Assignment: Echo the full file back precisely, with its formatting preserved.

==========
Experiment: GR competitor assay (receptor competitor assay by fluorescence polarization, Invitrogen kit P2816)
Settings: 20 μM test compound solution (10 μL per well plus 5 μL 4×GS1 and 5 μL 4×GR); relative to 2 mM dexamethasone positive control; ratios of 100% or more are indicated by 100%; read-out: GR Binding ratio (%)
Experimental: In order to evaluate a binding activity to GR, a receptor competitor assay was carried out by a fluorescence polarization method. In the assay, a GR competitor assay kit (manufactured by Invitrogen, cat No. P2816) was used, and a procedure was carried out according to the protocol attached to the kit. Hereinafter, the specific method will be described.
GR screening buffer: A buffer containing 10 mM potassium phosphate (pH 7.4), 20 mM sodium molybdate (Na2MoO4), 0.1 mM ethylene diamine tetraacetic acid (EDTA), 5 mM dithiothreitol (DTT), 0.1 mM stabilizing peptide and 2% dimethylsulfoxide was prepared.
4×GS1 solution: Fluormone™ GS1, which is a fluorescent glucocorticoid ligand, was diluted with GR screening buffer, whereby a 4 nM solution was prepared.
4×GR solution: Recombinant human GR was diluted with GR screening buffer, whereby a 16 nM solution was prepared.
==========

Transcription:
Experiment: GR competitor assay (receptor competitor assay by fluorescence polarization, Invitrogen kit P2816)
Settings: 20 μM test compound solution (10 μL per well plus 5 μL 4×GS1 and 5 μL 4×GR); relative to 2 mM dexamethasone positive control; ratios of 100% or more are indicated by 100%; read-out: GR Binding ratio (%)
Experimental: In order to evaluate a binding activity to GR, a receptor competitor assay was carried out by a fluorescence polarization method. In the assay, a GR competitor assay kit (manufactured by Invitrogen, cat No. P2816) was used, and a procedure was carried out according to the protocol attached to the kit. Hereinafter, the specific method will be described.
GR screening buffer: A buffer containing 10 mM potassium phosphate (pH 7.4), 20 mM sodium molybdate (Na2MoO4), 0.1 mM ethylene diamine tetraacetic acid (EDTA), 5 mM dithiothreitol (DTT), 0.1 mM stabilizing peptide and 2% dimethylsulfoxide was prepared.
4×GS1 solution: Fluormone™ GS1, which is a fluorescent glucocorticoid ligand, was diluted with GR screening buffer, whereby a 4 nM solution was prepared.
4×GR solution: Recombinant human GR was diluted with GR screening buffer, whereby a 16 nM solution was prepared.